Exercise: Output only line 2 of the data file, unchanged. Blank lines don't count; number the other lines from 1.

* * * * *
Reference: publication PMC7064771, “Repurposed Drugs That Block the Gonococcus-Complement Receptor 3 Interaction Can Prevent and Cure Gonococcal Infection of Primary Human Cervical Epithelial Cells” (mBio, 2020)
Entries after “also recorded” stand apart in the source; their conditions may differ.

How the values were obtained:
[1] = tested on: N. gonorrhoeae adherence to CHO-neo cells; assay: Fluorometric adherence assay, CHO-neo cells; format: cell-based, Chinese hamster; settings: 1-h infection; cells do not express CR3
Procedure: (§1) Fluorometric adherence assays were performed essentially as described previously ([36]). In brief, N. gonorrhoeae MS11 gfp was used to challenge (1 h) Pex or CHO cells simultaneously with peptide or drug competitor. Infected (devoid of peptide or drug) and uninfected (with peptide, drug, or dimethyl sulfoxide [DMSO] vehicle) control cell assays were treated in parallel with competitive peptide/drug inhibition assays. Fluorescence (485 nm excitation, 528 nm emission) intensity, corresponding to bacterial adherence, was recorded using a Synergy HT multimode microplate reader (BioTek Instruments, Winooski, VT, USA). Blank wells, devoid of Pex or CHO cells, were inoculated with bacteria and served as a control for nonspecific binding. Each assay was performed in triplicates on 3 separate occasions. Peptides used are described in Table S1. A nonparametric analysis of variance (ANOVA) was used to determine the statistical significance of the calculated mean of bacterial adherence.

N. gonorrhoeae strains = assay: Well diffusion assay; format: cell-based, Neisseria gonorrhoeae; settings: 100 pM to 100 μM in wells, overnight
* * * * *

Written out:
Entries after “also recorded” stand apart in the source; their conditions may differ.